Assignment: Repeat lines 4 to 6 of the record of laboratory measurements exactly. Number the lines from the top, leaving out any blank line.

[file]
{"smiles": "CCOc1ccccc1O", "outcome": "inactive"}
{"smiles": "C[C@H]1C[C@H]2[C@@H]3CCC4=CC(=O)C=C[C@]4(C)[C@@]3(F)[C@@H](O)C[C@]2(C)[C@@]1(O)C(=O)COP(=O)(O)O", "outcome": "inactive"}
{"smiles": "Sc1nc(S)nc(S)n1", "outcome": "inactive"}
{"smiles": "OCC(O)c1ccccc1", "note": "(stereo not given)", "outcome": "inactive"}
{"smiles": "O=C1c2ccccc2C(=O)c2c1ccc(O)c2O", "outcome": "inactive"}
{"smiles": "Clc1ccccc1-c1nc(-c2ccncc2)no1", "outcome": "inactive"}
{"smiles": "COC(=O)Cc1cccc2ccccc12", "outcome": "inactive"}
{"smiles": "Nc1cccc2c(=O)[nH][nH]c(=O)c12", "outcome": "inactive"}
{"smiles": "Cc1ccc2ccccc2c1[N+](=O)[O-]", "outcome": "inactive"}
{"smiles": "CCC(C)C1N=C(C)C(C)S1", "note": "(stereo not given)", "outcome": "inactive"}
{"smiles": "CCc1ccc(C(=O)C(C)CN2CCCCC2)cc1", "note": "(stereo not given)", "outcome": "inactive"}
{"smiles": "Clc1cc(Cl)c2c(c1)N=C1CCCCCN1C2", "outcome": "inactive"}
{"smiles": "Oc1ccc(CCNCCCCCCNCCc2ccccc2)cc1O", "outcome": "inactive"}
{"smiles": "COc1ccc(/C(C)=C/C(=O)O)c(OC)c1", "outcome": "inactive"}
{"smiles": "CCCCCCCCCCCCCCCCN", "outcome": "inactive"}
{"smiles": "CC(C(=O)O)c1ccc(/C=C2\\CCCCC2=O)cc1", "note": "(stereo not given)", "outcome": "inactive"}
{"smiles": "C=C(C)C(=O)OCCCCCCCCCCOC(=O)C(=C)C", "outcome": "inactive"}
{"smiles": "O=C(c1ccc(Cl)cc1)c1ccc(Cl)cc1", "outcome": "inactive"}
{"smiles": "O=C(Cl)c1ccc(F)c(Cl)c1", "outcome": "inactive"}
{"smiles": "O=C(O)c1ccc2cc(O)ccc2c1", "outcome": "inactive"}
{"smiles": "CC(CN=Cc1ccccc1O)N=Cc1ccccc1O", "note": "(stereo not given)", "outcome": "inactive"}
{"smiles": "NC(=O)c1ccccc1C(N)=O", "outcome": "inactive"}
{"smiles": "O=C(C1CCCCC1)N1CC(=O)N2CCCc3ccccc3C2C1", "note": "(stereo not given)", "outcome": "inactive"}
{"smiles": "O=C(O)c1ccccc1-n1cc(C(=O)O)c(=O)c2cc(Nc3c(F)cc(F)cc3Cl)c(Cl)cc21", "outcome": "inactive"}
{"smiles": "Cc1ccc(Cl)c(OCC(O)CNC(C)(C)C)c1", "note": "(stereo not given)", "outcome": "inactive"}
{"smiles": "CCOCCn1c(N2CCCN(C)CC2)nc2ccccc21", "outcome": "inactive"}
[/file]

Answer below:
{"smiles": "OCC(O)c1ccccc1", "note": "(stereo not given)", "outcome": "inactive"}
{"smiles": "O=C1c2ccccc2C(=O)c2c1ccc(O)c2O", "outcome": "inactive"}
{"smiles": "Clc1ccccc1-c1nc(-c2ccncc2)no1", "outcome": "inactive"}